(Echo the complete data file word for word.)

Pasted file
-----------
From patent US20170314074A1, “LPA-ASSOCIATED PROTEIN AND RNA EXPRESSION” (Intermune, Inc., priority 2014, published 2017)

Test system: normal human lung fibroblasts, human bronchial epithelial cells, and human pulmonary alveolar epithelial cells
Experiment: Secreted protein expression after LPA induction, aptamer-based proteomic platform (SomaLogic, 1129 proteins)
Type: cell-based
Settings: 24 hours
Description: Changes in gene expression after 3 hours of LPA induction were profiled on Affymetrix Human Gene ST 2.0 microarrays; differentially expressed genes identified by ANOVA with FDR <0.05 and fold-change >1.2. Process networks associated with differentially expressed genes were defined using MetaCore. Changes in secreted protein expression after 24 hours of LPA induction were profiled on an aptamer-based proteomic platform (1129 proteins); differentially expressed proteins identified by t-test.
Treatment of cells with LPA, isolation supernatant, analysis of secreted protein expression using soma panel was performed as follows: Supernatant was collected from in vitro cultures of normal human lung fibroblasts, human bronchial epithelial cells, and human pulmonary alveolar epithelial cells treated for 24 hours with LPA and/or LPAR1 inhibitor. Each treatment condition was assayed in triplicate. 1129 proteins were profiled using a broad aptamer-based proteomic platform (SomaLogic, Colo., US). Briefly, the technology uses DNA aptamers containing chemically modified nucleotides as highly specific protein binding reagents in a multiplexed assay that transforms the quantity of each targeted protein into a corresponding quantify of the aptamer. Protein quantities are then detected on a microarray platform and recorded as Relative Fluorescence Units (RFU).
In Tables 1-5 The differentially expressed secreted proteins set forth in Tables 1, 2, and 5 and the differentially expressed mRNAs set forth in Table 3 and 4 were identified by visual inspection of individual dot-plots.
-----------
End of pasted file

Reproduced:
From patent US20170314074A1, “LPA-ASSOCIATED PROTEIN AND RNA EXPRESSION” (Intermune, Inc., priority 2014, published 2017)

Test system: normal human lung fibroblasts, human bronchial epithelial cells, and human pulmonary alveolar epithelial cells
Experiment: Secreted protein expression after LPA induction, aptamer-based proteomic platform (SomaLogic, 1129 proteins)
Type: cell-based
Settings: 24 hours
Description: Changes in gene expression after 3 hours of LPA induction were profiled on Affymetrix Human Gene ST 2.0 microarrays; differentially expressed genes identified by ANOVA with FDR <0.05 and fold-change >1.2. Process networks associated with differentially expressed genes were defined using MetaCore. Changes in secreted protein expression after 24 hours of LPA induction were profiled on an aptamer-based proteomic platform (1129 proteins); differentially expressed proteins identified by t-test.
Treatment of cells with LPA, isolation supernatant, analysis of secreted protein expression using soma panel was performed as follows: Supernatant was collected from in vitro cultures of normal human lung fibroblasts, human bronchial epithelial cells, and human pulmonary alveolar epithelial cells treated for 24 hours with LPA and/or LPAR1 inhibitor. Each treatment condition was assayed in triplicate. 1129 proteins were profiled using a broad aptamer-based proteomic platform (SomaLogic, Colo., US). Briefly, the technology uses DNA aptamers containing chemically modified nucleotides as highly specific protein binding reagents in a multiplexed assay that transforms the quantity of each targeted protein into a corresponding quantify of the aptamer. Protein quantities are then detected on a microarray platform and recorded as Relative Fluorescence Units (RFU).
In Tables 1-5 The differentially expressed secreted proteins set forth in Tables 1, 2, and 5 and the differentially expressed mRNAs set forth in Table 3 and 4 were identified by visual inspection of individual dot-plots.